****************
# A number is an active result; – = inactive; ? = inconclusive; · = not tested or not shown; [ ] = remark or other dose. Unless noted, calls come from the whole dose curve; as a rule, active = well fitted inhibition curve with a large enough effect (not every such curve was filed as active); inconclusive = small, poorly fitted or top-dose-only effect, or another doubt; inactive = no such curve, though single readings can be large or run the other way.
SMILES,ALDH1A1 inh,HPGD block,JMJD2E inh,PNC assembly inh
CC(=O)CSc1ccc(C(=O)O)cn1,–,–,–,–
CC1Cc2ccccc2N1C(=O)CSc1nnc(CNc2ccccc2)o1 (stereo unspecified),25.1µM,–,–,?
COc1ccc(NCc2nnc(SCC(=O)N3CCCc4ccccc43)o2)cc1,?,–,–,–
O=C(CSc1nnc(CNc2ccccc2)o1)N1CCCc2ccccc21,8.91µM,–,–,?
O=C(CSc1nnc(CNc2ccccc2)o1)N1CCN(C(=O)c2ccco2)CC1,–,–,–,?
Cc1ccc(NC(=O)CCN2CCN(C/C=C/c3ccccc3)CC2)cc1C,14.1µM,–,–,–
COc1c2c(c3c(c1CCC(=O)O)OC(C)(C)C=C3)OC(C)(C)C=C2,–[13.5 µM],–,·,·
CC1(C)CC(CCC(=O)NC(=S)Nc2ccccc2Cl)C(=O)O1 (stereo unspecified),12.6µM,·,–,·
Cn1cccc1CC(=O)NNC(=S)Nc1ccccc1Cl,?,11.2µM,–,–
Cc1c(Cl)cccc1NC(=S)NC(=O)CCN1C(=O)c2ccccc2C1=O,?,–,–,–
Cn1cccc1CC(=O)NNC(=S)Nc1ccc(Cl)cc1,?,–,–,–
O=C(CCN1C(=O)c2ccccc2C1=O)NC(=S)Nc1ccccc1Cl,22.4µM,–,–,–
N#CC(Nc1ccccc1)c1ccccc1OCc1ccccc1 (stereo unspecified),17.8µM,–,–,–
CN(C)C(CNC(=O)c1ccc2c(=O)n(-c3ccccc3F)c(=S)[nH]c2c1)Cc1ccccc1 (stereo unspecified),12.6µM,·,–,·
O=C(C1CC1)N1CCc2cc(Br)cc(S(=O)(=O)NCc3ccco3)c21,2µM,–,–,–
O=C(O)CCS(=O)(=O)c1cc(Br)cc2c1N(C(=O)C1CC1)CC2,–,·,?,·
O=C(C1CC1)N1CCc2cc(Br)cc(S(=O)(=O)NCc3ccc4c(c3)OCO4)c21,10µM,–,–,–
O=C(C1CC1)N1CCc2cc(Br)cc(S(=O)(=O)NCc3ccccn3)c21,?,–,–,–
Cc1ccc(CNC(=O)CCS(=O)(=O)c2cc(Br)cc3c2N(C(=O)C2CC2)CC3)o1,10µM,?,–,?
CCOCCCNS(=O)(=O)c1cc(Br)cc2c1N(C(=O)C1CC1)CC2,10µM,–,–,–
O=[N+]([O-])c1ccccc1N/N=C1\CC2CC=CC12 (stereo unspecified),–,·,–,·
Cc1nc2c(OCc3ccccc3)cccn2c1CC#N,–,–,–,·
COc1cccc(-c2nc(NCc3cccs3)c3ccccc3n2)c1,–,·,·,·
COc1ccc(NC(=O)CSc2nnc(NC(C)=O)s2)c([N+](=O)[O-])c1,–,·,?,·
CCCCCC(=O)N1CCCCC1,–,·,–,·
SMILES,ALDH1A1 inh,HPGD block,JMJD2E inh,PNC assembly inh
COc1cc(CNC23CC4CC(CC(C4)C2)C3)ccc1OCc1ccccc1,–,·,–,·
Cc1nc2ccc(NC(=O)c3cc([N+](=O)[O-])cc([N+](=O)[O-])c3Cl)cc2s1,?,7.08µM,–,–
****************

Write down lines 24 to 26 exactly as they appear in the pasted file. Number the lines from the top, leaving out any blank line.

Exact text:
Cc1nc2c(OCc3ccccc3)cccn2c1CC#N,–,–,–,·
COc1cccc(-c2nc(NCc3cccs3)c3ccccc3n2)c1,–,·,·,·
COc1ccc(NC(=O)CSc2nnc(NC(C)=O)s2)c([N+](=O)[O-])c1,–,·,?,·